|Escape from Fire||Practice Exit Drills||Carbon Monoxide||Chimney Fires|
|Fireplace Safety||Heating Safety||Winter Safety||Smoke Detectors|
|Fire Extinguishers||Child Set Fires||Vehicle Fires|
Heating equipment is a leading cause of home fires during the months of December, January and February, and trails only cooking equipment in home fires year-round. (Source: National Fire Protection Association)
Facts & figures
In 2001, an estimated 54,900 home heating equipment fires were reported to U.S. fire departments, resulting in 220 civilian deaths, 1,120 civilian injuries and $502 million in property damage.
Two of every three home heating fires in the U.S. in 2001, and two of every three related deaths, were attributed to potable and fixed space heaters and related equipment. Only 20% of the home heating equipment fires in 2001 began with central heating units. Common causes of space heating home fires are: lack of regular cleaning, leading to creosote build-up, in wood-burning devices and associated chimneys and connectors; failing to give space heaters space by installing or placing them too close to combustibles; basic flaws in the construction or design of wood burning heating equipment; fuel spills or leaks involving liquid- or gas-fueled heating equipment. Source: NFPA's Home Heating Fire Patterns and Trends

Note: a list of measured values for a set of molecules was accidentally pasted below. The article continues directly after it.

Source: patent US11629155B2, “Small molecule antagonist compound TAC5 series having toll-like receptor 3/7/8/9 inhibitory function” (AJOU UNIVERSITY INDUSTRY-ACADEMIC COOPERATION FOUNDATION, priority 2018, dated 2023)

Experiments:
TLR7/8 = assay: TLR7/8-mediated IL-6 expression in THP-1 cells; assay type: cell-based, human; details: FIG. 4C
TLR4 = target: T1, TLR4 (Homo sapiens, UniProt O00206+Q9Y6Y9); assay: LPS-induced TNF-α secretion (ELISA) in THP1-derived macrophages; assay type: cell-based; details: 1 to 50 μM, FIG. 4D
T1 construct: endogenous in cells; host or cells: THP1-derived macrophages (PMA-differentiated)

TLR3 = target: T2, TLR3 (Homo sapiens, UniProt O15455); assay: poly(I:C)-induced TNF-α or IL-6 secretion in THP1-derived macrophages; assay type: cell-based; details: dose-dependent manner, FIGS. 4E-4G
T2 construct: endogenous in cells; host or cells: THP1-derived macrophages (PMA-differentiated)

When buying a new unit, make sure that a qualified technician installs the unit or checks that the unit has been installed properly.
For wood or coal stoves or fireplaces, have a professional inspect the chimney, chimney connector and other related equipment every year, and have them cleaned as often as the inspections indicate.
Keep space heaters at least three feet (or one meter) away from anything that can burn. Fuel portable kerosene heaters in a well-ventilated area away from flames or other heat sources, and only when the device has cooled completely. Use only the type of kerosene specified by the manufacturer, and never use gasoline. Use only if such heaters are legal in your community.
When turning a heating device on or off, follow the manufacturer's instructions. When buying heaters, choose devices with automatic shut-off features. Make sure any gas-fueled heating device is adequately ventilated. Unventilated gas space heaters in bedrooms or bathrooms must be small and well-mounted. Never use liquefied-petroleum gas heaters with self-contained fuel supplies in the home. Portable space heaters should be turned off every time you leave a room or go to bed. NFPA does not test, label or approve any products.
on this page reproduced with permission from the NFPA website, www.nfpa.org.